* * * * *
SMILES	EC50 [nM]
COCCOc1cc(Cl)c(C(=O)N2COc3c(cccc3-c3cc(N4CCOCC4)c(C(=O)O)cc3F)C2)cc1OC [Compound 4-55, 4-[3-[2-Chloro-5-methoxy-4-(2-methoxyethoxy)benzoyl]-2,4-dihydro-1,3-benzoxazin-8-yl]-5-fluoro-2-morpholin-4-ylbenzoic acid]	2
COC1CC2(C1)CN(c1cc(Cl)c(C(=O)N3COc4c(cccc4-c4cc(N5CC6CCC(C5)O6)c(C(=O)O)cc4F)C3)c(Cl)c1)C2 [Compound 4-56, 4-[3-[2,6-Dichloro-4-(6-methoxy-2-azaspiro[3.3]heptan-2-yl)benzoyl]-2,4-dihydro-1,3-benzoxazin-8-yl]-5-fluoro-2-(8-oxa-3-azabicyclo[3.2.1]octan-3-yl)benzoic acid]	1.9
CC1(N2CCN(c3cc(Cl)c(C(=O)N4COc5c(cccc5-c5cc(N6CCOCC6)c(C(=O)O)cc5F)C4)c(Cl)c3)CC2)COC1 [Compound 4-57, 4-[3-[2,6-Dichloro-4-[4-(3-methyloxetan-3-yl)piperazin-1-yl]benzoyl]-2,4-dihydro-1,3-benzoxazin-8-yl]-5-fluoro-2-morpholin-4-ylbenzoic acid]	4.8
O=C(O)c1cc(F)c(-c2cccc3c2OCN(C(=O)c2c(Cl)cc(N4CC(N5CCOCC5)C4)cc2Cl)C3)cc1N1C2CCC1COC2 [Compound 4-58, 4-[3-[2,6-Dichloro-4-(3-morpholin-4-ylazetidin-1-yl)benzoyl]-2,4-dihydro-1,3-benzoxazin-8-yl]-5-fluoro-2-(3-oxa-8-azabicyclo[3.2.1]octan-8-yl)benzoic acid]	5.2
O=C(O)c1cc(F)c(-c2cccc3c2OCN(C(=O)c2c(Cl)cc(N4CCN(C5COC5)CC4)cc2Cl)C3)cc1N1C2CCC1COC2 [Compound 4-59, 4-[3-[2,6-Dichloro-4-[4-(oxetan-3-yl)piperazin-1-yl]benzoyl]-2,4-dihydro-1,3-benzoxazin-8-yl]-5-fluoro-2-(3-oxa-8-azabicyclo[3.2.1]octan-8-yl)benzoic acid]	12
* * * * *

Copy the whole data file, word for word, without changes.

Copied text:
SMILES	EC50 [nM]
COCCOc1cc(Cl)c(C(=O)N2COc3c(cccc3-c3cc(N4CCOCC4)c(C(=O)O)cc3F)C2)cc1OC [Compound 4-55, 4-[3-[2-Chloro-5-methoxy-4-(2-methoxyethoxy)benzoyl]-2,4-dihydro-1,3-benzoxazin-8-yl]-5-fluoro-2-morpholin-4-ylbenzoic acid]	2
COC1CC2(C1)CN(c1cc(Cl)c(C(=O)N3COc4c(cccc4-c4cc(N5CC6CCC(C5)O6)c(C(=O)O)cc4F)C3)c(Cl)c1)C2 [Compound 4-56, 4-[3-[2,6-Dichloro-4-(6-methoxy-2-azaspiro[3.3]heptan-2-yl)benzoyl]-2,4-dihydro-1,3-benzoxazin-8-yl]-5-fluoro-2-(8-oxa-3-azabicyclo[3.2.1]octan-3-yl)benzoic acid]	1.9
CC1(N2CCN(c3cc(Cl)c(C(=O)N4COc5c(cccc5-c5cc(N6CCOCC6)c(C(=O)O)cc5F)C4)c(Cl)c3)CC2)COC1 [Compound 4-57, 4-[3-[2,6-Dichloro-4-[4-(3-methyloxetan-3-yl)piperazin-1-yl]benzoyl]-2,4-dihydro-1,3-benzoxazin-8-yl]-5-fluoro-2-morpholin-4-ylbenzoic acid]	4.8
O=C(O)c1cc(F)c(-c2cccc3c2OCN(C(=O)c2c(Cl)cc(N4CC(N5CCOCC5)C4)cc2Cl)C3)cc1N1C2CCC1COC2 [Compound 4-58, 4-[3-[2,6-Dichloro-4-(3-morpholin-4-ylazetidin-1-yl)benzoyl]-2,4-dihydro-1,3-benzoxazin-8-yl]-5-fluoro-2-(3-oxa-8-azabicyclo[3.2.1]octan-8-yl)benzoic acid]	5.2
O=C(O)c1cc(F)c(-c2cccc3c2OCN(C(=O)c2c(Cl)cc(N4CCN(C5COC5)CC4)cc2Cl)C3)cc1N1C2CCC1COC2 [Compound 4-59, 4-[3-[2,6-Dichloro-4-[4-(oxetan-3-yl)piperazin-1-yl]benzoyl]-2,4-dihydro-1,3-benzoxazin-8-yl]-5-fluoro-2-(3-oxa-8-azabicyclo[3.2.1]octan-8-yl)benzoic acid]	12